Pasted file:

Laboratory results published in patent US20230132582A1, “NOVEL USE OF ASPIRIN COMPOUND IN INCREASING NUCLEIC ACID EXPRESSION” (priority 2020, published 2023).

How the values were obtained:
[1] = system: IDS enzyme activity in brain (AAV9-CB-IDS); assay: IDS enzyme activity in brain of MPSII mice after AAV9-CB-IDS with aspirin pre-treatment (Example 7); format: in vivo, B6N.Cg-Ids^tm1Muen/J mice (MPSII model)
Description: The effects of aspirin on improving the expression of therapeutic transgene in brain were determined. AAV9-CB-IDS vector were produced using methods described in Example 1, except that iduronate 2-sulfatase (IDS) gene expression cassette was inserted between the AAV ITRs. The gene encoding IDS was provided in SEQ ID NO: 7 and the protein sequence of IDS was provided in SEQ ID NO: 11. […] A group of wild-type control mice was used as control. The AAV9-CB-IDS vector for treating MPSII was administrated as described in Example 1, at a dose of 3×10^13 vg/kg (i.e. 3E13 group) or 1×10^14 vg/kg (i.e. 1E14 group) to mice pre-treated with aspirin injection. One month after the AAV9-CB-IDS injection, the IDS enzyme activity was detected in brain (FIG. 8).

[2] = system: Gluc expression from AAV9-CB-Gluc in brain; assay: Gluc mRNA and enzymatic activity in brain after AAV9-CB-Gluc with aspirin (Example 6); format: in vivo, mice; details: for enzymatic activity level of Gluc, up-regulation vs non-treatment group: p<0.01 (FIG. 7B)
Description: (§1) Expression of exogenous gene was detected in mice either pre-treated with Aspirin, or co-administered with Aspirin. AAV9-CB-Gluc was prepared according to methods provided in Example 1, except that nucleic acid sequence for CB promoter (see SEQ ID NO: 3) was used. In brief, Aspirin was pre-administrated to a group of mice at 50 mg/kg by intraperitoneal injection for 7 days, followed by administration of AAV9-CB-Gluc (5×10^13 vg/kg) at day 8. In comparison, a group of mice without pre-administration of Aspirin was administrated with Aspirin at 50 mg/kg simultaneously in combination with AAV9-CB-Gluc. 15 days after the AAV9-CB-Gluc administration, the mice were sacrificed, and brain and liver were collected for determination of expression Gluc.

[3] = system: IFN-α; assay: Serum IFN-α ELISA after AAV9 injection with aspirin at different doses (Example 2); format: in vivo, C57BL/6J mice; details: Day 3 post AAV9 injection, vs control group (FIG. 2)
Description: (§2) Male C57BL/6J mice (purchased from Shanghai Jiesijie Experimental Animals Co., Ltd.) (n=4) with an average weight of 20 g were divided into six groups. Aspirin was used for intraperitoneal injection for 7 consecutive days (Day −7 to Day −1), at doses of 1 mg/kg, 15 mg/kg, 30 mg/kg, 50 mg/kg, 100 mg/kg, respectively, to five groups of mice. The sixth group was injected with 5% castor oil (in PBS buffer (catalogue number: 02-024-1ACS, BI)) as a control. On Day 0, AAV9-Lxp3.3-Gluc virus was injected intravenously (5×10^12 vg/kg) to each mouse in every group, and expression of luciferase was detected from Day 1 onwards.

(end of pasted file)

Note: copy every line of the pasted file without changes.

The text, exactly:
Laboratory results published in patent US20230132582A1, “NOVEL USE OF ASPIRIN COMPOUND IN INCREASING NUCLEIC ACID EXPRESSION” (priority 2020, published 2023).

How the values were obtained:
[1] = system: IDS enzyme activity in brain (AAV9-CB-IDS); assay: IDS enzyme activity in brain of MPSII mice after AAV9-CB-IDS with aspirin pre-treatment (Example 7); format: in vivo, B6N.Cg-Ids^tm1Muen/J mice (MPSII model)
Description: The effects of aspirin on improving the expression of therapeutic transgene in brain were determined. AAV9-CB-IDS vector were produced using methods described in Example 1, except that iduronate 2-sulfatase (IDS) gene expression cassette was inserted between the AAV ITRs. The gene encoding IDS was provided in SEQ ID NO: 7 and the protein sequence of IDS was provided in SEQ ID NO: 11. […] A group of wild-type control mice was used as control. The AAV9-CB-IDS vector for treating MPSII was administrated as described in Example 1, at a dose of 3×10^13 vg/kg (i.e. 3E13 group) or 1×10^14 vg/kg (i.e. 1E14 group) to mice pre-treated with aspirin injection. One month after the AAV9-CB-IDS injection, the IDS enzyme activity was detected in brain (FIG. 8).

[2] = system: Gluc expression from AAV9-CB-Gluc in brain; assay: Gluc mRNA and enzymatic activity in brain after AAV9-CB-Gluc with aspirin (Example 6); format: in vivo, mice; details: for enzymatic activity level of Gluc, up-regulation vs non-treatment group: p<0.01 (FIG. 7B)
Description: (§1) Expression of exogenous gene was detected in mice either pre-treated with Aspirin, or co-administered with Aspirin. AAV9-CB-Gluc was prepared according to methods provided in Example 1, except that nucleic acid sequence for CB promoter (see SEQ ID NO: 3) was used. In brief, Aspirin was pre-administrated to a group of mice at 50 mg/kg by intraperitoneal injection for 7 days, followed by administration of AAV9-CB-Gluc (5×10^13 vg/kg) at day 8. In comparison, a group of mice without pre-administration of Aspirin was administrated with Aspirin at 50 mg/kg simultaneously in combination with AAV9-CB-Gluc. 15 days after the AAV9-CB-Gluc administration, the mice were sacrificed, and brain and liver were collected for determination of expression Gluc.

[3] = system: IFN-α; assay: Serum IFN-α ELISA after AAV9 injection with aspirin at different doses (Example 2); format: in vivo, C57BL/6J mice; details: Day 3 post AAV9 injection, vs control group (FIG. 2)
Description: (§2) Male C57BL/6J mice (purchased from Shanghai Jiesijie Experimental Animals Co., Ltd.) (n=4) with an average weight of 20 g were divided into six groups. Aspirin was used for intraperitoneal injection for 7 consecutive days (Day −7 to Day −1), at doses of 1 mg/kg, 15 mg/kg, 30 mg/kg, 50 mg/kg, 100 mg/kg, respectively, to five groups of mice. The sixth group was injected with 5% castor oil (in PBS buffer (catalogue number: 02-024-1ACS, BI)) as a control. On Day 0, AAV9-Lxp3.3-Gluc virus was injected intravenously (5×10^12 vg/kg) to each mouse in every group, and expression of luciferase was detected from Day 1 onwards.